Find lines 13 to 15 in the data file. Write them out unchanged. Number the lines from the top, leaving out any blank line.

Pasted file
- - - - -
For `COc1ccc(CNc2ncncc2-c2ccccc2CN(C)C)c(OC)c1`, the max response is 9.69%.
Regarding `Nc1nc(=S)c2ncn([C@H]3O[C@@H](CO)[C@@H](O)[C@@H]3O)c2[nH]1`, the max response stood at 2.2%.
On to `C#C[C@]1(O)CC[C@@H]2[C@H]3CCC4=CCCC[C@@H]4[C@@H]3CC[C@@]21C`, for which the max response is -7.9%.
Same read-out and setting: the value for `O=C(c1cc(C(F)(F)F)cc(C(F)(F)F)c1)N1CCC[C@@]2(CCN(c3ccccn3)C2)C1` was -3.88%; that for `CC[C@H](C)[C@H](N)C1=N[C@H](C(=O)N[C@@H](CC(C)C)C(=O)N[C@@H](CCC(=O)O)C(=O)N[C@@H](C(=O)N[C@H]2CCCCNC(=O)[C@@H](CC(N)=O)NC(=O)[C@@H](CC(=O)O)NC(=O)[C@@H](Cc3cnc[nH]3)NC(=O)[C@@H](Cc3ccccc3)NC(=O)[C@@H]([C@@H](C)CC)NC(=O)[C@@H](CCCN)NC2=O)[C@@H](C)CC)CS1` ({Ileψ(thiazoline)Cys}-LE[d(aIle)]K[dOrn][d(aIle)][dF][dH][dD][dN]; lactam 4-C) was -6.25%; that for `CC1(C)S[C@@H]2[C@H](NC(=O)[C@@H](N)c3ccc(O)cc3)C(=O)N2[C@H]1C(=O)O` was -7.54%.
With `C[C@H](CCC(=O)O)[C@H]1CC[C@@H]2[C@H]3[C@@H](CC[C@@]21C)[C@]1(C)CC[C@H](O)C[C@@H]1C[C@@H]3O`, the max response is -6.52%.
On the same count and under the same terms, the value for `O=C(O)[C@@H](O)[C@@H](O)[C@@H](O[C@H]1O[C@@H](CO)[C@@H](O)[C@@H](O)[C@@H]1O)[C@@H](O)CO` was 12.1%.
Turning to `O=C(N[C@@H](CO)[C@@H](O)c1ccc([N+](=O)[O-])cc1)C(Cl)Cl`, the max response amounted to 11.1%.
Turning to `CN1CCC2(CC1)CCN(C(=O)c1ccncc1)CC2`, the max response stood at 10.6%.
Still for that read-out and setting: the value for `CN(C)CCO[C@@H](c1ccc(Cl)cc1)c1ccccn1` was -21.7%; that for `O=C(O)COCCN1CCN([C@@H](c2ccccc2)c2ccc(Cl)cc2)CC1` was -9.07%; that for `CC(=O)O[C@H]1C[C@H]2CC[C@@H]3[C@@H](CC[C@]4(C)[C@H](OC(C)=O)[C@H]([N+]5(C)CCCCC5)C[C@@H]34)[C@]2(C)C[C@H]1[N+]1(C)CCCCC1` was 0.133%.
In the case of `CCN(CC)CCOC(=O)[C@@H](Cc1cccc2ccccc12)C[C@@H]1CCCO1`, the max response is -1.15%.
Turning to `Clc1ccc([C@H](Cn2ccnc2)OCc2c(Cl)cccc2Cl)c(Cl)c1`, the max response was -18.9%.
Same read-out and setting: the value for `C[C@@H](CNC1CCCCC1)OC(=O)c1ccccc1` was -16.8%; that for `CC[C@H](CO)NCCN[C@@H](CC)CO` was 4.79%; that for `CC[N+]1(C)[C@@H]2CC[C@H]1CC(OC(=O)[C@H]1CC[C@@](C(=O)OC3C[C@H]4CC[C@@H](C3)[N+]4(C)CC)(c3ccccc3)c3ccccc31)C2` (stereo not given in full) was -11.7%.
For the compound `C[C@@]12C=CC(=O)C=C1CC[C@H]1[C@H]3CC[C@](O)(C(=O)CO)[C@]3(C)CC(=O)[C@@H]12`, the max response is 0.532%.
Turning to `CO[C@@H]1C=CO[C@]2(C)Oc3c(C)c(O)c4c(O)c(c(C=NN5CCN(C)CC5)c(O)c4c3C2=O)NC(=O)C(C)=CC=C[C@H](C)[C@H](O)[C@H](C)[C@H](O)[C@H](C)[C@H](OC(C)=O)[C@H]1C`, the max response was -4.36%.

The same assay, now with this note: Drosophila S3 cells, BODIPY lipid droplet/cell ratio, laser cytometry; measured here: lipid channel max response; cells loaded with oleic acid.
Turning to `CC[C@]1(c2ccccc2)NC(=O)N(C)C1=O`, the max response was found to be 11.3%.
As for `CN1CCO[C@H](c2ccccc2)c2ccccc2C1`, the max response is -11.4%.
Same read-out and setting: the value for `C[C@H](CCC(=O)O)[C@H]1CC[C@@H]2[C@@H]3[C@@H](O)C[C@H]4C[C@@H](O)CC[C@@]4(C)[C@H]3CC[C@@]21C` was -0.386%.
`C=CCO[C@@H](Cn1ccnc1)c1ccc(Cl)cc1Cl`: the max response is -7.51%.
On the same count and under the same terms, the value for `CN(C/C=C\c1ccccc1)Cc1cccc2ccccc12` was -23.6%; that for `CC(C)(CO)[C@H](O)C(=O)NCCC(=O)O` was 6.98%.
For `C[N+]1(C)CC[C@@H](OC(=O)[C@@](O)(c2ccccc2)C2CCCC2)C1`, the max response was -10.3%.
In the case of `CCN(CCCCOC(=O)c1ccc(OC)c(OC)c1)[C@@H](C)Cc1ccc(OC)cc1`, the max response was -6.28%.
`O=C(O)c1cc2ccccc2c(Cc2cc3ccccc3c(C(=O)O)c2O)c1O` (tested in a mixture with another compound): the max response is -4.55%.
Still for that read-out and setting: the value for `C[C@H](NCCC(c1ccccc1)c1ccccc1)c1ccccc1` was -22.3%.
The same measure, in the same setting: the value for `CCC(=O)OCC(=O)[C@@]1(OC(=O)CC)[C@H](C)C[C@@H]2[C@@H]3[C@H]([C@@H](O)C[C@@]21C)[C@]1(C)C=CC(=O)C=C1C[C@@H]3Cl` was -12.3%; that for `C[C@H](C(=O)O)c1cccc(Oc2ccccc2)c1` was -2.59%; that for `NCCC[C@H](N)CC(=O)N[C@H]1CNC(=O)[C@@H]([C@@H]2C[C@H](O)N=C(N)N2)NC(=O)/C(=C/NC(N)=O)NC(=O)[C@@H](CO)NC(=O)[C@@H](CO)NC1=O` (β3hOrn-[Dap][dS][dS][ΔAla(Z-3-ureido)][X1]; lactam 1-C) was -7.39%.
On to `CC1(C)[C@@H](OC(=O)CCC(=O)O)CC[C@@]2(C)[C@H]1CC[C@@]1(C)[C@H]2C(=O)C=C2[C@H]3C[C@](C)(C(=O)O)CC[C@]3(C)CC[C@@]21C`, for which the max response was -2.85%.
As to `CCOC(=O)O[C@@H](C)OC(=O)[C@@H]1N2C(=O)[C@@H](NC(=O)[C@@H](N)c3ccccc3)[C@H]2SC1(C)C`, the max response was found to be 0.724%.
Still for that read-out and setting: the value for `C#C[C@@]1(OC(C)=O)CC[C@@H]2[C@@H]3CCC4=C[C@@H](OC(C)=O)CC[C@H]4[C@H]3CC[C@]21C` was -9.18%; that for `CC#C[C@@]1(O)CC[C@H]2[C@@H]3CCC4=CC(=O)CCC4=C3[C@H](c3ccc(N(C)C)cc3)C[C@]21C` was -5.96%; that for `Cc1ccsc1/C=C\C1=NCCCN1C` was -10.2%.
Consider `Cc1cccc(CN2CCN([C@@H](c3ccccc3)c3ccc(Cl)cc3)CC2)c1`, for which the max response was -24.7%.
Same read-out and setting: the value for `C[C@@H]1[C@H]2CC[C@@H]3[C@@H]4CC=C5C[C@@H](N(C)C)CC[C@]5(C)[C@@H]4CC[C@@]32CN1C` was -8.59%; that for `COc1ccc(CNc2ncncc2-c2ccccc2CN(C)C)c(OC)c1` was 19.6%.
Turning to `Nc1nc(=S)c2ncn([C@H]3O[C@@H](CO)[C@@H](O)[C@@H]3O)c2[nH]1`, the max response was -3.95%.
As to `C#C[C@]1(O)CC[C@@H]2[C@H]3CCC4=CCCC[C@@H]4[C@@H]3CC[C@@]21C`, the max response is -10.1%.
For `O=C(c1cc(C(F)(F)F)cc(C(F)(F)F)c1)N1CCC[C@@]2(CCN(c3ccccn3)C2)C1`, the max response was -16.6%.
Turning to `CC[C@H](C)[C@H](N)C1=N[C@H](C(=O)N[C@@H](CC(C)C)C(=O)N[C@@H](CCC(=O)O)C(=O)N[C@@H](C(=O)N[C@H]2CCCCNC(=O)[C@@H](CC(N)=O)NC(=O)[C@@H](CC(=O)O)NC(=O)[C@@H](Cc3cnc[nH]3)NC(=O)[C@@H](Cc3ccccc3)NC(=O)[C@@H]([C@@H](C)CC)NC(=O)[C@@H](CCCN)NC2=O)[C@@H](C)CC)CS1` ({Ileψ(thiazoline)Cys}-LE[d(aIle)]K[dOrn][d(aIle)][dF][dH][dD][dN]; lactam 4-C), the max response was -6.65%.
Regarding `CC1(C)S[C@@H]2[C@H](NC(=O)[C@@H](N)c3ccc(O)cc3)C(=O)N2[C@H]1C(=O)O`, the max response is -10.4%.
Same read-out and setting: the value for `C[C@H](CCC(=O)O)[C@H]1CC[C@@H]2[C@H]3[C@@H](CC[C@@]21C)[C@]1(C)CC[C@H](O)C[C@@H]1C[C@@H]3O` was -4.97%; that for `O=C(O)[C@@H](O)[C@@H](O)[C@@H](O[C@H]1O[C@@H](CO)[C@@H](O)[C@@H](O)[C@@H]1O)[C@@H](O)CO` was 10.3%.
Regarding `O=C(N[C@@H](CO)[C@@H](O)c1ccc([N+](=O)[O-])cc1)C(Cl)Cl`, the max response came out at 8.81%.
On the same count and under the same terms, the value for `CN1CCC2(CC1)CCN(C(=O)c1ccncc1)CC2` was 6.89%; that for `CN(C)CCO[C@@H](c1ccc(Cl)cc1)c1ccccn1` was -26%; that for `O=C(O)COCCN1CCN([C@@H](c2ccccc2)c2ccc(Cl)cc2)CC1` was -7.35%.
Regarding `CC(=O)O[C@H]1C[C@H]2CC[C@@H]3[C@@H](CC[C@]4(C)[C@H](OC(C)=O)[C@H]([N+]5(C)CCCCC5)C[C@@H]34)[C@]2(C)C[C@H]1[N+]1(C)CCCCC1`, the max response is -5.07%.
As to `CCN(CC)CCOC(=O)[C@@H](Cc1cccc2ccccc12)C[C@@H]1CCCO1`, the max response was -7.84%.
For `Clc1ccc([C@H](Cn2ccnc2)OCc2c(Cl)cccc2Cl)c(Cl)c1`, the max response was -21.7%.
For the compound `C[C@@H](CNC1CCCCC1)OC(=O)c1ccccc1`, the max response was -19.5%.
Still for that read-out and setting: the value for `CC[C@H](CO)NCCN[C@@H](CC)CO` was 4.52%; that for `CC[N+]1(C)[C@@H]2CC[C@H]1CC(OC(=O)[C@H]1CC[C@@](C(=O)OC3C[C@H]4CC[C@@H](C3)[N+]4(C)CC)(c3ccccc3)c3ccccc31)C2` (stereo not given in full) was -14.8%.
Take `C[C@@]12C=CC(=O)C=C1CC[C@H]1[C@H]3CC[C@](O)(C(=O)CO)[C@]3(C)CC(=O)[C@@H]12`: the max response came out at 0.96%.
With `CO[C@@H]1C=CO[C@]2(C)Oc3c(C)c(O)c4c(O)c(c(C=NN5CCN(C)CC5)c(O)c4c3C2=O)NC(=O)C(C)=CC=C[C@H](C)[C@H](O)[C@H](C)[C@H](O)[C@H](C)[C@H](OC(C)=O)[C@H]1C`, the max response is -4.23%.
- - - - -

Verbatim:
For the compound `C[C@@]12C=CC(=O)C=C1CC[C@H]1[C@H]3CC[C@](O)(C(=O)CO)[C@]3(C)CC(=O)[C@@H]12`, the max response is 0.532%.
Turning to `CO[C@@H]1C=CO[C@]2(C)Oc3c(C)c(O)c4c(O)c(c(C=NN5CCN(C)CC5)c(O)c4c3C2=O)NC(=O)C(C)=CC=C[C@H](C)[C@H](O)[C@H](C)[C@H](O)[C@H](C)[C@H](OC(C)=O)[C@H]1C`, the max response was -4.36%.

The same assay, now with this note: Drosophila S3 cells, BODIPY lipid droplet/cell ratio, laser cytometry; measured here: lipid channel max response; cells loaded with oleic acid.